Perhaps even more importantly, we are now looking to apply this research in our policy advice to our member countries. So, the IMF stands with the W-20. On which key policy areas should we focus to help deliver on the G20 promise? Three Key Policy Areas for Women’s Economic Empowerment Over the course of a woman’s life, there are numerous opportunities to support her empowerment.
I will highlight three critical junctures: Going to school—education; getting a job—working; and having a family. Turning first to school, let me begin by quoting Aung San Suu Kyi: The education and empowerment of women throughout the world cannot fail to result in a more caring, tolerant, just and peaceful life for all”, Lagarde said.
She continued, “Indeed, opportunities in the classroom have ramifications that are wide-reaching and long-lasting. At an individual level, for instance, we know that one extra year of primary school boosts a woman’s earning potential by 10 to 20 percent. One extra year of secondary school boosts her earning potential by 25 percent.
At a country level, Turkey’s own experience with girls’ education is instructive. The proportion of Turkish women with graduate degrees who have jobs is very high it exceeds 70 percent.
At the opposite end of the scale, however, where there is illiteracy, just 17 percent of women can find work. Indeed, it is estimated that adding one year of preschool education in Turkey could increase female labour force participation by 9 percent .
The message is clear: girls’ education is probably the single best investment a country can make. Beyond investment in education per se, there are other ways to boost schooling of girls”.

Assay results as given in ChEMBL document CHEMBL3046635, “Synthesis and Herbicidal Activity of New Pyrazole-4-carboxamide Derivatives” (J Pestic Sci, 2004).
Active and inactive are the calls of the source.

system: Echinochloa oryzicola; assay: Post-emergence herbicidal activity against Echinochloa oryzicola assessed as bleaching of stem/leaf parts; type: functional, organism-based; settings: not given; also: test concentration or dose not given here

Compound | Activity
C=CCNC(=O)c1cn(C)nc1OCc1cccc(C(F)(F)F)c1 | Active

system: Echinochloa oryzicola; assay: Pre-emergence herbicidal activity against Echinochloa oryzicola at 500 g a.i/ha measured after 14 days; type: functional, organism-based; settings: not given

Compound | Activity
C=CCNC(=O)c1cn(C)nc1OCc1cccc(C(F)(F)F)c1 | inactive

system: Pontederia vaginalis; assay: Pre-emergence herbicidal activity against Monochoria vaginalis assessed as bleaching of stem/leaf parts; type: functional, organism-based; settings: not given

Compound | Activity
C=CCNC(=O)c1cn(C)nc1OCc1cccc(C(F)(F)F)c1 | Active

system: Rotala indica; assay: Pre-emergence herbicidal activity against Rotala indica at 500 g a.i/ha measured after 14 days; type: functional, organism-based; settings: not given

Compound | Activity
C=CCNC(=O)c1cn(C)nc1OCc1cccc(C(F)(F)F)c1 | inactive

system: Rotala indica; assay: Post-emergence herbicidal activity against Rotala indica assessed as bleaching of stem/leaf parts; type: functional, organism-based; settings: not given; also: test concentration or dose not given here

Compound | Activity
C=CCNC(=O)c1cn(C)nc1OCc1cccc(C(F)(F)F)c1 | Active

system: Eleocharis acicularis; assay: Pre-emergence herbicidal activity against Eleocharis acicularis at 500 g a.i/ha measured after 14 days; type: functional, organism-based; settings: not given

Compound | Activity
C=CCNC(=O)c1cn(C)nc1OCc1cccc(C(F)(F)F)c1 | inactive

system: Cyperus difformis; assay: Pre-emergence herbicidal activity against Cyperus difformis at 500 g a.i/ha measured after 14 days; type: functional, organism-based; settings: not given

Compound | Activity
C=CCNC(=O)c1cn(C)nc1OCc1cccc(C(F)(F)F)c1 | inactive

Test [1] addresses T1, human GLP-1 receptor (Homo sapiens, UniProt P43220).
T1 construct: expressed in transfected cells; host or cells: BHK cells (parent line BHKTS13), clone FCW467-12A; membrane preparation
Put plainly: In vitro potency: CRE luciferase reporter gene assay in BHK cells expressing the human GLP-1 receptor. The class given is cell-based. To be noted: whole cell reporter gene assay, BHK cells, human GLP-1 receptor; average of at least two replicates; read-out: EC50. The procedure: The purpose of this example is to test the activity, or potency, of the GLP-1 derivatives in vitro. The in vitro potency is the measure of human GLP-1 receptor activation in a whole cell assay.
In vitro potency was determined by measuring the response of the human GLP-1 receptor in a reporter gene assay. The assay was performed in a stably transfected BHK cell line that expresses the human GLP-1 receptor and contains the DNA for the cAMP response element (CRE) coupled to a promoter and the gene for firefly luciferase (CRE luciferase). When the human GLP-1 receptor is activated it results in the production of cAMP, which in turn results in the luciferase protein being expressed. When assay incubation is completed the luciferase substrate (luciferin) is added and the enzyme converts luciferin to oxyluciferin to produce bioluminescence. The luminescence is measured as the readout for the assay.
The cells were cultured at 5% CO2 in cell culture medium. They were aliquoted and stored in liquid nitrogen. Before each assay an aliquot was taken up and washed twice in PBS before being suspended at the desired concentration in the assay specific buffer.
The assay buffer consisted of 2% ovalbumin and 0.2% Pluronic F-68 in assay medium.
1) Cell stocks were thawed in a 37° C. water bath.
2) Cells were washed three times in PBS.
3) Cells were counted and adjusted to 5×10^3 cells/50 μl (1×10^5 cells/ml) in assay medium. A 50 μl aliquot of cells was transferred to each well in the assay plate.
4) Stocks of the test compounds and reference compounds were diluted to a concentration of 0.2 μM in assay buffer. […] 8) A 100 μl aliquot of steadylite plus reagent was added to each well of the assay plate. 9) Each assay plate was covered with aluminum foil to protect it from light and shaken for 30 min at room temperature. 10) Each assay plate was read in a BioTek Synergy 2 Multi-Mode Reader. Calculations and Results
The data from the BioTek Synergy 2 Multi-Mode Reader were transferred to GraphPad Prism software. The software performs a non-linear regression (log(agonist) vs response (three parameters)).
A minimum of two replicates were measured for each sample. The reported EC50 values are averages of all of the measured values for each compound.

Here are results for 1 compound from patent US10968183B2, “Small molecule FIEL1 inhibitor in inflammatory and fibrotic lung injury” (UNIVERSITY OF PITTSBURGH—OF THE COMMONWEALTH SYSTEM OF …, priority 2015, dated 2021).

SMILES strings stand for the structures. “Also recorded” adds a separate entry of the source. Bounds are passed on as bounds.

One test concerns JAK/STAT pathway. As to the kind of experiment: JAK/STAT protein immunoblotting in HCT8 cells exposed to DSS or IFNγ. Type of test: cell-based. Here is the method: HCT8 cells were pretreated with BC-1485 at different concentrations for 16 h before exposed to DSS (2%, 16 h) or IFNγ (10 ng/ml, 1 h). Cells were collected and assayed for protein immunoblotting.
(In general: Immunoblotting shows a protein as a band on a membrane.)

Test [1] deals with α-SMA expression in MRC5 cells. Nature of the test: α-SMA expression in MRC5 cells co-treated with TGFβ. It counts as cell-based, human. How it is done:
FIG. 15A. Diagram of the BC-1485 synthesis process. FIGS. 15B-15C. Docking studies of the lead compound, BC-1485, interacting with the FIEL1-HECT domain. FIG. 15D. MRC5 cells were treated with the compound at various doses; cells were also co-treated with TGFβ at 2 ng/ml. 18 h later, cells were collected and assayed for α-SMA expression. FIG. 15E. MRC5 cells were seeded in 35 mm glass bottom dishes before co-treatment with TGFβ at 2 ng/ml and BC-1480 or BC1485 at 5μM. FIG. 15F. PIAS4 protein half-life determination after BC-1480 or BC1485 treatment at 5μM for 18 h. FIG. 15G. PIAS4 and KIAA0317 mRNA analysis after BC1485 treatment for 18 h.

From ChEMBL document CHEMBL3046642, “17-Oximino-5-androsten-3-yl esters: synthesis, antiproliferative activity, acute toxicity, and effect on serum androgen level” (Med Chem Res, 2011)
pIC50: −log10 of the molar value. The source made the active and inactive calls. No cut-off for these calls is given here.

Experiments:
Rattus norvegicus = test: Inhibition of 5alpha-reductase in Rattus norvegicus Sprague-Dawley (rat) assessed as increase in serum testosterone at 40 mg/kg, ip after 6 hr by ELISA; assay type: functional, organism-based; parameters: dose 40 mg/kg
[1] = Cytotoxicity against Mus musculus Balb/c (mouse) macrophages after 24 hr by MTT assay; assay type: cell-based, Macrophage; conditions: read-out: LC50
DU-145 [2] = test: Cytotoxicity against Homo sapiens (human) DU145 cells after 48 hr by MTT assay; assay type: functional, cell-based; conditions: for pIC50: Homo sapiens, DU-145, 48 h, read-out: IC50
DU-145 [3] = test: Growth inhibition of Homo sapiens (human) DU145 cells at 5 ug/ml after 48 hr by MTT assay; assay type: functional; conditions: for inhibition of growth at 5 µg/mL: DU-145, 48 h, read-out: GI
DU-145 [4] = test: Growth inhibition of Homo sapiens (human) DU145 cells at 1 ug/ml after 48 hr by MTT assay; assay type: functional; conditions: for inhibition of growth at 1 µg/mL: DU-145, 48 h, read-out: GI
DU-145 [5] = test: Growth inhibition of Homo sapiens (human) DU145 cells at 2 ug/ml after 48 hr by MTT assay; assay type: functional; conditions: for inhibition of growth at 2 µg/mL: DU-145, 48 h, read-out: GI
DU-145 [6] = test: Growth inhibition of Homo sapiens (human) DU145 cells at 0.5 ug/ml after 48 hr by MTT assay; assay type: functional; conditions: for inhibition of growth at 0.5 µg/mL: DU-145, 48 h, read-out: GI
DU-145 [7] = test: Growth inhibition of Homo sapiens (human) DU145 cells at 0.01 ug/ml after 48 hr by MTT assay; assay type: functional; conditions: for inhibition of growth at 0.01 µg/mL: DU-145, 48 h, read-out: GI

She opined that, social programmes such as cash transfers to poor families can be made conditional on their daughters’ school attendance as is the case in Bangladesh and Cambodia, adding that, strengthening infrastructure such as roads and sanitation makes it easier for girls to get to school. “The good news is that gender gaps in education are narrowing in many countries.
In too many countries, however, they remain significant including in many emerging markets and developing countries. If the promise of 2025 is to be met, those education gaps must be closed. “What about the second major policy area: employment? After receiving an education, a common life event for most women is getting a job.
And while having a good “education certainly helps women enter the workforce, it is by no means a guarantee of employment. A number of countries with highly educated women still have low levels of female labour force participation. For example, it is a well-known challenge in Japan.
Japanese women who are currently in their early-30s typically have more than 14 years of schooling behind them second only to women from New Zealand. Moreover, Japanese women on average have completed more years of education than their male counterparts.
Despite this, the gender gap in labour force participation in Japan stands at 25 percentage points—compared to just over 10 percentage points on average in major advanced economies.
Education is essential but it is part of a larger package. What else is needed to help women find work? First, removing legal barriers is vital.
These include obstacles that prevent women from everyday activities such as opening a bank account and having equal property rights.
Recent IMF research noted that almost 90 percent of countries have at least one important legal restriction that makes it difficult for women to work”, Lagarde said.